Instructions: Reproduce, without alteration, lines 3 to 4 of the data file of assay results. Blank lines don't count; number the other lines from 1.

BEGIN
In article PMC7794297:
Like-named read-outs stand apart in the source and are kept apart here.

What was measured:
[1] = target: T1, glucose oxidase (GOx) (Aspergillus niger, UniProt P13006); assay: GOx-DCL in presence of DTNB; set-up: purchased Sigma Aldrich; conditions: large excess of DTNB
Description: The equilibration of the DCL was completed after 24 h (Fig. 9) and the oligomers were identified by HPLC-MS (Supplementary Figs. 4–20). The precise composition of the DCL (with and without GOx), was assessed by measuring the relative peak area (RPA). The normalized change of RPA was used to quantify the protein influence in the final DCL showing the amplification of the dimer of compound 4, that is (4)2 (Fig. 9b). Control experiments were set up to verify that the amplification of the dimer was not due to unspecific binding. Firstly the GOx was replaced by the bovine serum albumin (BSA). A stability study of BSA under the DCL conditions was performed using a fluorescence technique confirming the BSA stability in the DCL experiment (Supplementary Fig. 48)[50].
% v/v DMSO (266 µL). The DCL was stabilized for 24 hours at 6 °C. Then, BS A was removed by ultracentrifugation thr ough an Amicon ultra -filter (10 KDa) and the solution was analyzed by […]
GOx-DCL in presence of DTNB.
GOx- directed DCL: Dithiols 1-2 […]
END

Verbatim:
What was measured:
[1] = target: T1, glucose oxidase (GOx) (Aspergillus niger, UniProt P13006); assay: GOx-DCL in presence of DTNB; set-up: purchased Sigma Aldrich; conditions: large excess of DTNB